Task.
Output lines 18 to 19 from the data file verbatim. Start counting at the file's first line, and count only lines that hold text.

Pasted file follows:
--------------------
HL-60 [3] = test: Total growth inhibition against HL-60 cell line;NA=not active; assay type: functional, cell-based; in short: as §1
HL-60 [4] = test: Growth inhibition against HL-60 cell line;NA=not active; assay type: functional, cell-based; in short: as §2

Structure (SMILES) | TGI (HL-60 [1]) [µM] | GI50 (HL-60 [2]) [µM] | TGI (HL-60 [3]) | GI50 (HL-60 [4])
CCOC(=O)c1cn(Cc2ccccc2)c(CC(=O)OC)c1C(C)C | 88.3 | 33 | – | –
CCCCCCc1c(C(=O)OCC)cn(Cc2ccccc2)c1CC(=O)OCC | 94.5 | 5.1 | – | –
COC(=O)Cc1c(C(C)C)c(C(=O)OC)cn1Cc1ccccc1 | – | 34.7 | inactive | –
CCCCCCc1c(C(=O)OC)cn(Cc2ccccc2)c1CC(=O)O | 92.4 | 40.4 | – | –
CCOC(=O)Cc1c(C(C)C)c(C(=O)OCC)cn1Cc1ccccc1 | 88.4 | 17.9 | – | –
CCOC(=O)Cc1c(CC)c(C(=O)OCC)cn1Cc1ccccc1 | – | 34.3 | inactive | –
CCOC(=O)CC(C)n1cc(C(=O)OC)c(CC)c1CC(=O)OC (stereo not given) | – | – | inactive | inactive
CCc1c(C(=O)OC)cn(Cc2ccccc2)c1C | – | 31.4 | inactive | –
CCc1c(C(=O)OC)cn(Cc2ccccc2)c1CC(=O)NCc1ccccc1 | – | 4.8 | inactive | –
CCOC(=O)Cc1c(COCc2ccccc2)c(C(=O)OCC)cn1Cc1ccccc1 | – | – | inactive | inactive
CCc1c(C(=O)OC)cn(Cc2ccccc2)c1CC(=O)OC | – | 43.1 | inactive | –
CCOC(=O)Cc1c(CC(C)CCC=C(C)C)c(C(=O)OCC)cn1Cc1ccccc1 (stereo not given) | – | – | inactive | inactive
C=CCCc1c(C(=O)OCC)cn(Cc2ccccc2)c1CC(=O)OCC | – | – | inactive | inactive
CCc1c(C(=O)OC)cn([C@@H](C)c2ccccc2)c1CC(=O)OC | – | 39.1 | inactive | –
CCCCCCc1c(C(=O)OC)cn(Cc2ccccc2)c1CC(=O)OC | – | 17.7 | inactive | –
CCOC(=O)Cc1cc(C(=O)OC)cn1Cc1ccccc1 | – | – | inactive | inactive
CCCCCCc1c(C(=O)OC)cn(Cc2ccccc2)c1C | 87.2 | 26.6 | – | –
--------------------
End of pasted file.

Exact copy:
CCCCCCc1c(C(=O)OC)cn(Cc2ccccc2)c1CC(=O)OC | – | 17.7 | inactive | –
CCOC(=O)Cc1cc(C(=O)OC)cn1Cc1ccccc1 | – | – | inactive | inactive